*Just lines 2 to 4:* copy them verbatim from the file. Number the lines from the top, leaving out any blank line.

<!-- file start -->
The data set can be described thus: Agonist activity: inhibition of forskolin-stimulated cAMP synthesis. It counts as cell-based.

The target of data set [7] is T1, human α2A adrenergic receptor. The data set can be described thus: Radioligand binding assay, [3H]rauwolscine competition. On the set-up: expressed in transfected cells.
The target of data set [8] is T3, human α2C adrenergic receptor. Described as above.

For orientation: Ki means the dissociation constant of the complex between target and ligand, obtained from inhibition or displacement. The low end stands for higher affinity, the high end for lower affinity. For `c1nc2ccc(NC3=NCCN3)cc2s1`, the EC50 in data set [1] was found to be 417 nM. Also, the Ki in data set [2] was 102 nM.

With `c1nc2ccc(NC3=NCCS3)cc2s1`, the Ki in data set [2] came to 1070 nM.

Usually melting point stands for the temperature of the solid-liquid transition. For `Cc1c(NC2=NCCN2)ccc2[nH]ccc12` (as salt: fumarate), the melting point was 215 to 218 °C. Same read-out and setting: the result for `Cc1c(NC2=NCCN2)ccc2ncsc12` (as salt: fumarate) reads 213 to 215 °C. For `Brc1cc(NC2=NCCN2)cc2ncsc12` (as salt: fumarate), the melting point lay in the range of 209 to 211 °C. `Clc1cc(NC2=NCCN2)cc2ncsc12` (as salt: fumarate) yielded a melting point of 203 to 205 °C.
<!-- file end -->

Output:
The target of data set [7] is T1, human α2A adrenergic receptor. The data set can be described thus: Radioligand binding assay, [3H]rauwolscine competition. On the set-up: expressed in transfected cells.
The target of data set [8] is T3, human α2C adrenergic receptor. Described as above.

For orientation: Ki means the dissociation constant of the complex between target and ligand, obtained from inhibition or displacement. The low end stands for higher affinity, the high end for lower affinity. For `c1nc2ccc(NC3=NCCN3)cc2s1`, the EC50 in data set [1] was found to be 417 nM. Also, the Ki in data set [2] was 102 nM.